Cambridge, UK: Cambridge University Press (2015)

Authors
Clerk Shaw
University of Tennessee, Knoxville
Abstract
Plato often rejects hedonism, but in the "Protagoras", Plato's Socrates seems to endorse hedonism. In this book, J. Clerk Shaw removes this apparent tension by arguing that the "Protagoras" as a whole actually reflects Plato's anti-hedonism. He shows that Plato places hedonism at the core of a complex of popular mistakes about value and especially about virtue: that injustice can be prudent, that wisdom is weak, that courage is the capacity to persevere through fear, and that virtue cannot be taught. The masses reproduce this system of values through shame and fear of punishment. The "Protagoras" and other dialogues depict sophists and orators who have internalized popular morality through shame, but who are also ashamed to state their views openly. Shaw's reading not only reconciles the "Protagoras" with Plato's other dialogues, but harmonizes it with them and even illuminates Plato's wider anti-hedonism, especially as expressed in the Gorgias and Republic.
Keywords Plato  Protagoras  pleasure  hedonism  virtue  Socrates  literary  shame  sophists  the many
Categories (categorize this paper)
Reprint years 2015, 2018
Buy this book Find it on Amazon.com
ISBN(s) 9781107046658   9781107624658   1107046653
Options
Edit this record
Mark as duplicate
Export citation
Find it on Scholar
Request removal from index
Revision history

Download options

PhilArchive copy


Upload a copy of this paper     Check publisher's policy     Papers currently archived: 70,265
External links

Setup an account with your affiliations in order to access resources via your University's proxy server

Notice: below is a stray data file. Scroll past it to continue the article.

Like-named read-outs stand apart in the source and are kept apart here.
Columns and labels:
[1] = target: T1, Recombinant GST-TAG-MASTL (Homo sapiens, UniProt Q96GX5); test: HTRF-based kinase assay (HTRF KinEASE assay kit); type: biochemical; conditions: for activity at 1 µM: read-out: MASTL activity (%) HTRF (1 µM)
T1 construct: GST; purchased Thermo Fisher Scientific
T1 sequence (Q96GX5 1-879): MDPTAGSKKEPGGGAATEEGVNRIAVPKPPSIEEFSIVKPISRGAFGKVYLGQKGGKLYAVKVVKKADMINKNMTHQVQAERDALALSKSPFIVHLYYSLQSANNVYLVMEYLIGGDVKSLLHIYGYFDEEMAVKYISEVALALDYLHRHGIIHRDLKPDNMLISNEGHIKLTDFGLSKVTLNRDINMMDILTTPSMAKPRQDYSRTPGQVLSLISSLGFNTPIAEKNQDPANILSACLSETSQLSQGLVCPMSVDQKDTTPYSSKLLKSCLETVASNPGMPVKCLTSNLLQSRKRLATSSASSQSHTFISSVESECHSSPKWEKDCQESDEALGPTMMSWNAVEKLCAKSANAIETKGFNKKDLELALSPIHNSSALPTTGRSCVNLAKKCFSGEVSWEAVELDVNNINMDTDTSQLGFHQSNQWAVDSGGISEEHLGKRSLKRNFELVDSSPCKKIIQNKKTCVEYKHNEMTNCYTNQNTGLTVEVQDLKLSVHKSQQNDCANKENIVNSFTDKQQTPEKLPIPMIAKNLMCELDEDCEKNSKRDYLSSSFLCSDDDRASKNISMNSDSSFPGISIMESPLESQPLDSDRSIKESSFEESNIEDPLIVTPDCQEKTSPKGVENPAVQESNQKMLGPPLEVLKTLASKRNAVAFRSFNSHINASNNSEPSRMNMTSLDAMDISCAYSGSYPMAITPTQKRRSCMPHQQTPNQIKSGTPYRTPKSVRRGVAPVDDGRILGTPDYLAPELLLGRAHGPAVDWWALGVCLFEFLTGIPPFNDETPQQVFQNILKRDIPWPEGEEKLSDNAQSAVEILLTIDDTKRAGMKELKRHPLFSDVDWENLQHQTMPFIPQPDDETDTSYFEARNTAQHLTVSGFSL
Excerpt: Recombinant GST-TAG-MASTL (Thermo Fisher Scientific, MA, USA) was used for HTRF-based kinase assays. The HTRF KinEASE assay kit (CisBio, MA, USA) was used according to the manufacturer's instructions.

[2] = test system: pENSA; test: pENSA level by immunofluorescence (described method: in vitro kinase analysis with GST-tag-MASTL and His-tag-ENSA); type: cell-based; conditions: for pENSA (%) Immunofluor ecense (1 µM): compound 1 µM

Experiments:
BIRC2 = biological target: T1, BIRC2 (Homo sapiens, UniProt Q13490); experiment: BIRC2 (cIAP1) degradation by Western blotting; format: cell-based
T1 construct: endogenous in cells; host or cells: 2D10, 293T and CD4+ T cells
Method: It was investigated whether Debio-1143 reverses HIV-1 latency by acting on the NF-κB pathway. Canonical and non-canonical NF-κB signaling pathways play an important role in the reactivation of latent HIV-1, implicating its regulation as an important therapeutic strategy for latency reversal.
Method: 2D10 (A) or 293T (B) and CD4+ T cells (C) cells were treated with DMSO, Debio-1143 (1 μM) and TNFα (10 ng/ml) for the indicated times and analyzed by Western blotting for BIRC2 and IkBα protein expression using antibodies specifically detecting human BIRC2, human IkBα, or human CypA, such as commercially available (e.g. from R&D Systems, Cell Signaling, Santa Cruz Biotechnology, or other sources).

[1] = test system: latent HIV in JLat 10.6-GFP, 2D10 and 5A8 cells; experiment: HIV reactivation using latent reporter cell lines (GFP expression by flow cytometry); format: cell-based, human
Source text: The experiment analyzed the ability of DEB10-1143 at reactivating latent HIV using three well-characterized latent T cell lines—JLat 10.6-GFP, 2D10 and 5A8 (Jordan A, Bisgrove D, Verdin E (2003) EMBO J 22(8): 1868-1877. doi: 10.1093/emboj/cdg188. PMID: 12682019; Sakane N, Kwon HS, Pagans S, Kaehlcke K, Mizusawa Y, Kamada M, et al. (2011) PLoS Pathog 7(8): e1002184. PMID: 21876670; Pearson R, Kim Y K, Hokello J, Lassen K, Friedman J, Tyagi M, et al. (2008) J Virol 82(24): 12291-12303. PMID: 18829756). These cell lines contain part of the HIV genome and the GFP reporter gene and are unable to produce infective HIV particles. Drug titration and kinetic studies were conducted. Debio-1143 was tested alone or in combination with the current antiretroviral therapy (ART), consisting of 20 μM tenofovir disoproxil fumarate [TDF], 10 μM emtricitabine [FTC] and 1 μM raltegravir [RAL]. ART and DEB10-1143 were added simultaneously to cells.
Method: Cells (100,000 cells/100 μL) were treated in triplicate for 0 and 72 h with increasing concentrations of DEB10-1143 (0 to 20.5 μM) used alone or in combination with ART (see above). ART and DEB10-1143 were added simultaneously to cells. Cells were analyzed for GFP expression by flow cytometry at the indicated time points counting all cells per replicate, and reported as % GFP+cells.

Configure custom proxy (use this if your affiliation does not provide a proxy)
Through your library

References found in this work BETA

No references found.

Add more references

Citations of this work BETA

Aristotle and Protagoras Against Socrates on Courage and Experience.Marta Jimenez - 2022 - In Socrates and the Socratic Philosophies: Selected Papers from Socratica IV Claudia Marsico (ed.). Baden-Baden: Academia Verlag. pp. 361-376.
Socrates' Defensible Devices in Plato's Meno.Mason Marshall - 2019 - Theory and Research in Education 17 (2):165-180.
Plato on Well-Being.Eric Brown - 2016 - In Guy Fletcher (ed.), The Routledge Handbook of Philosophy of Well-Being. London, UK: pp. 9-19.

Add more citations

Similar books and articles

Protagoras: And, Meno. Plato - 1956 - Oxford University Press.
Plato: Protagoras.Nicholas Denyer (ed.) - 2008 - Cambridge University Press.
Socrates, Pleasure, and Value.George Rudebusch - 1999 - Oxford University Press.
Socratic Courage in Plato's Socratic Dialogues.Shigeru Yonezawa - 2012 - British Journal for the History of Philosophy 20 (4):645-665.
The Hedonism in Plato's Protagoras.J. P. Sullivan - 1961 - Phronesis 6 (1):10 - 28.
Hedonism - Some Aspects and Insights.Kristian Urstad - 2012 - Canadian Journal of the Humanities and Social Sciences.

Analytics

Added to PP index
2013-08-31

Total views
63 ( #181,549 of 2,507,713 )

Recent downloads (6 months)
2 ( #277,114 of 2,507,713 )

How can I increase my downloads?

Downloads

My notes